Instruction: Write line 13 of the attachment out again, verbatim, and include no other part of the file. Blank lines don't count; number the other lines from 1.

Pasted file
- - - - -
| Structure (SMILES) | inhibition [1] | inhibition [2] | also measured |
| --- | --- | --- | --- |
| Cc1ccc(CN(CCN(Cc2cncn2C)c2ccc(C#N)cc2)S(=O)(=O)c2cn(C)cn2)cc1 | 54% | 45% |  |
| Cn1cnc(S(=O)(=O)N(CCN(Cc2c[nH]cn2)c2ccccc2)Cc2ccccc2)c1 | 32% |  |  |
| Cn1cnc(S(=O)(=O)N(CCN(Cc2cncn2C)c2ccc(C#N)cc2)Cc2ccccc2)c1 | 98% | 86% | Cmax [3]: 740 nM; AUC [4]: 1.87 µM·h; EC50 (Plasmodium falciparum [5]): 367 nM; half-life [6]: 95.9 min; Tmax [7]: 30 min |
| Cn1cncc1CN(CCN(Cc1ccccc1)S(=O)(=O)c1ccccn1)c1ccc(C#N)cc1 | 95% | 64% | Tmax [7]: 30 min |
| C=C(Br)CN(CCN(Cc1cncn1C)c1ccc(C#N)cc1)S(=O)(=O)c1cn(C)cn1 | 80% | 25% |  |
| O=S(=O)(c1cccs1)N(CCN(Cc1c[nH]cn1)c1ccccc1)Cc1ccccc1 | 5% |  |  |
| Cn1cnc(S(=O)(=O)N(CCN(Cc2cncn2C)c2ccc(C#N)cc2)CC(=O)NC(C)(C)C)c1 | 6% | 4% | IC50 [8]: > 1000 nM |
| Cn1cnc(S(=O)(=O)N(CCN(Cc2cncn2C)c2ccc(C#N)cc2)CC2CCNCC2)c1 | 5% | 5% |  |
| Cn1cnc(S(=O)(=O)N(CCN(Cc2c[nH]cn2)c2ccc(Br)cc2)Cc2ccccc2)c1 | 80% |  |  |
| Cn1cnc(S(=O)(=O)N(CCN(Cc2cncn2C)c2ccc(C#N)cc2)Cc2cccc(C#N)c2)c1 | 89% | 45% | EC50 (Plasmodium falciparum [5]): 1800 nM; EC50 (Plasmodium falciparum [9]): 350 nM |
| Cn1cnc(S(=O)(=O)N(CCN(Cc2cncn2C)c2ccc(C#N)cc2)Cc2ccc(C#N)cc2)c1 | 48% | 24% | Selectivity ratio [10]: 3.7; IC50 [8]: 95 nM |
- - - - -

| Cn1cnc(S(=O)(=O)N(CCN(Cc2cncn2C)c2ccc(C#N)cc2)Cc2ccc(C#N)cc2)c1 | 48% | 24% | Selectivity ratio [10]: 3.7; IC50 [8]: 95 nM |